Rick and Morty:
Close Rick-Counters of the Rick Kind
Specs: 2-5 Players, 40-100 Minutes, Ages 13+
Mechanics: Card Draw, Deck-Building, Delayed Purchase, Drafting, Exhaustion, Hand Management, Hidden Information, & Hidden Victory Points
If you’re a fan of Rick and Morty, you will appreciate the show’s dynamics in full effect when playing this game. Cards display a plethora of Ricks and Mortys throughout the multiverse. Jerry, Beth, and Summer are mostly useless tag-along characters except in very specific scenarios - just like the show!
Players begin the game with a deck of Starter cards that include seven Genius Waves, depicting Rick, as well as a Jerry, Beth, and Summer card. The game finds exciting ways to make the useless character cards you start with useful, even though they have the words “No effect” written on them. Players can purchase cards to add to their deck that can improve their usefulness. There are also many ways to eliminate them from your deck entirely.
Each player begins the game with an oversized Rick card that provides a unique ability. These abilities are known as variable player powers, and each player receives one at the game’s start. Each card’s power is useful throughout the game, though some feel more powerful than others.
There are many different card types in this deck-builder: Starter, Rick, Morty, Equipment, Location, and Special cards. Many cards provide Power, which is your currency in this game, while others allow you to Draw cards, Attack another player, Defend, or another unique ability. It’s essential to focus on hand management, playing cards in the proper sequence to utilize their full potential.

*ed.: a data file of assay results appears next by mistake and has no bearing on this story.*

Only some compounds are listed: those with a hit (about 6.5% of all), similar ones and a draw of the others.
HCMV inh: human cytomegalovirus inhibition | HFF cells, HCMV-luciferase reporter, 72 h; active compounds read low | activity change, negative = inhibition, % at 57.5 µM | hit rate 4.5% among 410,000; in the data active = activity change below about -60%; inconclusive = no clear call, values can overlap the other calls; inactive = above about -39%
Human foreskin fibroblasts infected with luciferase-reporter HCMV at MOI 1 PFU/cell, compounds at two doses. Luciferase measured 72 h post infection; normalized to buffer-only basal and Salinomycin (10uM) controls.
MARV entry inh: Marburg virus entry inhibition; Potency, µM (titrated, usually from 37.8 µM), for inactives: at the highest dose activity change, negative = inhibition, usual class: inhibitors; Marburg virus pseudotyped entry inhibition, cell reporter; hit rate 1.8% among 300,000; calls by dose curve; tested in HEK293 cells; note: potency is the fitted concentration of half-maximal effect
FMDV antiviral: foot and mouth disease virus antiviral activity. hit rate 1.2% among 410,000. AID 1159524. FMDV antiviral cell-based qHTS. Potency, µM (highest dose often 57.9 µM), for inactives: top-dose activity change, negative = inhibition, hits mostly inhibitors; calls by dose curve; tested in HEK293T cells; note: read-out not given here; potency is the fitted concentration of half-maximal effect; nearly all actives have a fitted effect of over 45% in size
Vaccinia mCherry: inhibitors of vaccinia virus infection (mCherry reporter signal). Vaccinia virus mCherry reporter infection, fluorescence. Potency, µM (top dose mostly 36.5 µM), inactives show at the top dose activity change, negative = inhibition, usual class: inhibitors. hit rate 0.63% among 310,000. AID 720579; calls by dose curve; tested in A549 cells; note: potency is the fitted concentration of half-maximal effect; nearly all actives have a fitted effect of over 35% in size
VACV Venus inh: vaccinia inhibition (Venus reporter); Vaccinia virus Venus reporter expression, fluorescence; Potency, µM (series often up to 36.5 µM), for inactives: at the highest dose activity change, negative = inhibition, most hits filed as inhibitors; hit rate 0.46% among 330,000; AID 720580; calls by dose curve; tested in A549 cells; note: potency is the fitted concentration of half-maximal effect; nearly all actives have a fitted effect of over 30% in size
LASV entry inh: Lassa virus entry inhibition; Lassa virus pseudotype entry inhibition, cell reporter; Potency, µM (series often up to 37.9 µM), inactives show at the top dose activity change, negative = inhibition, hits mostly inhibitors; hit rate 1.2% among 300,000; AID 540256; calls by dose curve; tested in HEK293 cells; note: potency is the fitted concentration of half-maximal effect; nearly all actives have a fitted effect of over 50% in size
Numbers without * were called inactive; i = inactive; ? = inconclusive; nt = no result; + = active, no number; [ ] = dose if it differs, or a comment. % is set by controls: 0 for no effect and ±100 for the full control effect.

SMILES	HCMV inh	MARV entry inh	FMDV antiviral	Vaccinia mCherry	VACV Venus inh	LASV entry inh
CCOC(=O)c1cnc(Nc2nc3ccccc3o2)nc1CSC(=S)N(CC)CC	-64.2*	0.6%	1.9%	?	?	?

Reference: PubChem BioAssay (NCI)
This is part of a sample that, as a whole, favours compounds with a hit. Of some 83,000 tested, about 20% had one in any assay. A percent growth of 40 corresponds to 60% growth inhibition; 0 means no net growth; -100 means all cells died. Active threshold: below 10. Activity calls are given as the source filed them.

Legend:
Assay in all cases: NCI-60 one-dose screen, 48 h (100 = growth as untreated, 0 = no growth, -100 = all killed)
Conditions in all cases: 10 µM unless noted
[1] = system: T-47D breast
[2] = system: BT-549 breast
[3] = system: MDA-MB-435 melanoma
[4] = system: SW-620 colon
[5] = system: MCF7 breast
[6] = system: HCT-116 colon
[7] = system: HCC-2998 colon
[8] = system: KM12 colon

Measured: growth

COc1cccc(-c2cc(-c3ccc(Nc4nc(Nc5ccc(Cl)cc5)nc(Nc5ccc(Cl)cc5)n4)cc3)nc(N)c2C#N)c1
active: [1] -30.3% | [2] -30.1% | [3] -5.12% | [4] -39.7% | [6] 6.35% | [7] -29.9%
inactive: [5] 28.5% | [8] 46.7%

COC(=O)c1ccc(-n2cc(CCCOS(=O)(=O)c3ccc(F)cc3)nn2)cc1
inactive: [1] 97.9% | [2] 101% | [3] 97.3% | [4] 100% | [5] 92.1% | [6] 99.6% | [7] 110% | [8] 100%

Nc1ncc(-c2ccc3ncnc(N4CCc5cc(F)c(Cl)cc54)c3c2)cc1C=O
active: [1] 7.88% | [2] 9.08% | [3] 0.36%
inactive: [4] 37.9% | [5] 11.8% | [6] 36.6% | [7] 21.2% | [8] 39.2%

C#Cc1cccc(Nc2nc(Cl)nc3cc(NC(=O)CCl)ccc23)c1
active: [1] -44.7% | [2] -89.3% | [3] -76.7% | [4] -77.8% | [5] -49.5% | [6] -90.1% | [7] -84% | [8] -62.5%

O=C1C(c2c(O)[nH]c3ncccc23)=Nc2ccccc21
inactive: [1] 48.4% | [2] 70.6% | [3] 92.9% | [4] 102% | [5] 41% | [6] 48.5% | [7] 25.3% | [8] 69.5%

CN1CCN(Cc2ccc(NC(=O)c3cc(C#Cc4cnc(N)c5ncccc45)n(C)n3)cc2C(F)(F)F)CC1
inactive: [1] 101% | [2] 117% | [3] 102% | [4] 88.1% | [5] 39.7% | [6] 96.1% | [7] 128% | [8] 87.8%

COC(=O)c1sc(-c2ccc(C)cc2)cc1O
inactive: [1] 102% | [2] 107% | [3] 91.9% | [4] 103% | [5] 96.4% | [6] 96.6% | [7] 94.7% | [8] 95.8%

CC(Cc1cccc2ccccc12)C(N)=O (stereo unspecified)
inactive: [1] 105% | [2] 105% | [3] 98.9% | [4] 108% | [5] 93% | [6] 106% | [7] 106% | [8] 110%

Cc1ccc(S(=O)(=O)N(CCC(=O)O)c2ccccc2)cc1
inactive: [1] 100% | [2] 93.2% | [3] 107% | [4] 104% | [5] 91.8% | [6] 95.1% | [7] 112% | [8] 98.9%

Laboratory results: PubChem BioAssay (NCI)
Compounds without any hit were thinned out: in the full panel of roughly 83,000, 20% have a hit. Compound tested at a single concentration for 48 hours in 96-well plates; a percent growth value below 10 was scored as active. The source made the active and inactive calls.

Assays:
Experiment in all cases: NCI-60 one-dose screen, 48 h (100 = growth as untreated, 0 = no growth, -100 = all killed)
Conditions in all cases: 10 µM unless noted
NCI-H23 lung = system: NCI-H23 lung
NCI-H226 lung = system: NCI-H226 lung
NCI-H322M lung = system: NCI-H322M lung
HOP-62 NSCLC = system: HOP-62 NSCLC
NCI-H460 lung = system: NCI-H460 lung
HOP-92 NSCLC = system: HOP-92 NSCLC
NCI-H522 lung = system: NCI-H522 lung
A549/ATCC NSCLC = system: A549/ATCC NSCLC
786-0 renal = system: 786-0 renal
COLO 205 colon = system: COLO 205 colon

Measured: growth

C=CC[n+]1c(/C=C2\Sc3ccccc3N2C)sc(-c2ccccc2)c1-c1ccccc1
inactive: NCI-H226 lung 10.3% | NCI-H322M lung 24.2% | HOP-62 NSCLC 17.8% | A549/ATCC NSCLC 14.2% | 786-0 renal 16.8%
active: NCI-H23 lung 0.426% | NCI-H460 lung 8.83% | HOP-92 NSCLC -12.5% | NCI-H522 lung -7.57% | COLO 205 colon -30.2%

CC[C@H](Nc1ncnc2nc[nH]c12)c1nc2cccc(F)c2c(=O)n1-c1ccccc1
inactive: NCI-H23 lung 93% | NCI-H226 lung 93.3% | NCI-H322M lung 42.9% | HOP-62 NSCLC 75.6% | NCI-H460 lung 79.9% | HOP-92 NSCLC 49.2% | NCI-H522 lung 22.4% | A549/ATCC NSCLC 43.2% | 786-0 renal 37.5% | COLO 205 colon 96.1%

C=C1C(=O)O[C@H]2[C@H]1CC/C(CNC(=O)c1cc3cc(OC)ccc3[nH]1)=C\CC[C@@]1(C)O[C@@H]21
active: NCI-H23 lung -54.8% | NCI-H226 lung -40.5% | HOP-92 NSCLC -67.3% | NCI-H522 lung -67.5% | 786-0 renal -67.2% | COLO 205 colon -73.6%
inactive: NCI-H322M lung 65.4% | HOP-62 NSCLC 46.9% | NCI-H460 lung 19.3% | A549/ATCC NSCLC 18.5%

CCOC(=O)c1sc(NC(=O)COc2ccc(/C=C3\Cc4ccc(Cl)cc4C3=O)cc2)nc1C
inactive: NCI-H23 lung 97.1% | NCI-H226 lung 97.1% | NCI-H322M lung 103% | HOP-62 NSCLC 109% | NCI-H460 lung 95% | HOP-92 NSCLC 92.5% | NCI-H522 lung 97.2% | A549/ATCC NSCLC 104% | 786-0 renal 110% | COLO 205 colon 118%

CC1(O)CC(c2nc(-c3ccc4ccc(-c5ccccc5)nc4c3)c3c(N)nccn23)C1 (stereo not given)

One of the more unique aspects of the game is that victory points, and a player’s currency (Power in this case) can be one and the same. Just about every card you can purchase provides not only some ability but also victory points that later determine the winner. It’s challenging to track how many points you accumulate as you play and nearly impossible for opponents to be aware of, especially when the cards are not visible in your deck. This hidden information among the deck of cards is an interesting way of utilizing hidden victory points.
The Location cards are also unique because they can only be accessed by first purchasing and drawing a Portal Gun card. A Portal Gun is a specialized Equipment card, always available for purchase in a separate pile. Once a Location is in play, in front of you, you may utilize it until the end of your turn. If you decide to buy it, then you must add it to your discard pile, like any other purchased card, and wait for it to turn up again in a draw after exhausting your deck. This delayed purchase process is excellent for most deck-builder cards. But, when you have to jump through this many hoops, it makes the Locations feel lackluster, especially since their abilities are often situational and minimally useful. It’s too bad because the Location deck felt like it could’ve been a fun thematic addition to the deck-builder, but it wasn’t. Honestly, it was one of the reasons we purchased the game, but not a reason why we enjoy playing it.
The way in which players purchase cards is one of the most enjoyable aspects of gameplay. There are only five cards on display that are drawn from a massive deck of cards. From these five, players can purchase cards and add them to their deck. It feels like a draft since there are few options that everyone can see and choose from, but by the time it’s your turn, something you had your eye on could be gone. Purchased cards are replaced with new cards to fill out the five at the beginning of each turn.
The game ends when players have purchased (defeated) every member of the Council of Ricks and Evil Rick. These specialized Rick cards also have a dedicated pile that can be purchased from at any point in the game, just like the Portal Gun Equipment cards. The Council of Ricks cards come at a high cost, but it helps to balance the gameplay. Once Evil Rick is purchased, always last in the stack, players count up the victory points on all of the cards in their deck. It is possible to receive dreaded Morty Waves worth -1 victory point, but as long as you have enough Genius Waves to balance them out, you’re all good - just like the show! I would recommend this game for any Rick and Morty fan - it’s a creative spin on deck-builders, utilizing interesting mechanics with extreme replayability. It’s an enjoyable game, whether with two players or more.